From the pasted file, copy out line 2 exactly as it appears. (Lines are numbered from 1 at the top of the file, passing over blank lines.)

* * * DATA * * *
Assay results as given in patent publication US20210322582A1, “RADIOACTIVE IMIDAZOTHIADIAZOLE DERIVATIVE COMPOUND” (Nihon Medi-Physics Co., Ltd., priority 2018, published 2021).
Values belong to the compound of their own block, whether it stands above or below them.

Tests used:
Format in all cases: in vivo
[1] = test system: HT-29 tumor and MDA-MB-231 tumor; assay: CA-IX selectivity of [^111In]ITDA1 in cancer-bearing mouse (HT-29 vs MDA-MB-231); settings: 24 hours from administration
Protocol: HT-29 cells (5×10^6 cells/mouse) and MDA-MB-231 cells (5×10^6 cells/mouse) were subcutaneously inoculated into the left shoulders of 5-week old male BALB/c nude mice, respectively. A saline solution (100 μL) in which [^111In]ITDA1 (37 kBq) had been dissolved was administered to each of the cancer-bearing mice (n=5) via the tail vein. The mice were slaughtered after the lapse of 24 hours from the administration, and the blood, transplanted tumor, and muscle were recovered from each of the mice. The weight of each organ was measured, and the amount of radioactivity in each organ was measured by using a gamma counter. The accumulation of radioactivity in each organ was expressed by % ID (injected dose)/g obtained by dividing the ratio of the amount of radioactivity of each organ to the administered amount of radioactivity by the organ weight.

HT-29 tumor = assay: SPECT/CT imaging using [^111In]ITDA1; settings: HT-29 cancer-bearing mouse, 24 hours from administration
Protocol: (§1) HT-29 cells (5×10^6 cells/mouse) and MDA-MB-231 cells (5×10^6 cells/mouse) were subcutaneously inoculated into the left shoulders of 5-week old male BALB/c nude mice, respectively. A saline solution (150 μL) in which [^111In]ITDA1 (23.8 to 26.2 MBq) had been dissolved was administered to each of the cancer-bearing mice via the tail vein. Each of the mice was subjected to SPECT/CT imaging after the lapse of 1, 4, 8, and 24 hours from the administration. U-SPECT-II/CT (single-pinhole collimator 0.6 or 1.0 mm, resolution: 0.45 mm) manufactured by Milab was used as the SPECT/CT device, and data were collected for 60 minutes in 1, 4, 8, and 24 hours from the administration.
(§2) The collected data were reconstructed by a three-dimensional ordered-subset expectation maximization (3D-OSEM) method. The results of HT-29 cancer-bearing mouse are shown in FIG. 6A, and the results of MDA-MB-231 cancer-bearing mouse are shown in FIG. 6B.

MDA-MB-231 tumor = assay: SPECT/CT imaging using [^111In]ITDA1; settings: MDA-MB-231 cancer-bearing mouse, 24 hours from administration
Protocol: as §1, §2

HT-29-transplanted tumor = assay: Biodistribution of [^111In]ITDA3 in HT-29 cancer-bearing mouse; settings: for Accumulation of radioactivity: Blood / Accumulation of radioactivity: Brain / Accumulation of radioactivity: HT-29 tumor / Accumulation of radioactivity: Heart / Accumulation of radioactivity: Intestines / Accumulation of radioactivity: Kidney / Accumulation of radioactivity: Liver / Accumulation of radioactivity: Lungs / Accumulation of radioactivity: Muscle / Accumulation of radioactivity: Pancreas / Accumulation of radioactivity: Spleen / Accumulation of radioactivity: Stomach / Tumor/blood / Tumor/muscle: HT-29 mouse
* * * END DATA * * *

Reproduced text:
Values belong to the compound of their own block, whether it stands above or below them.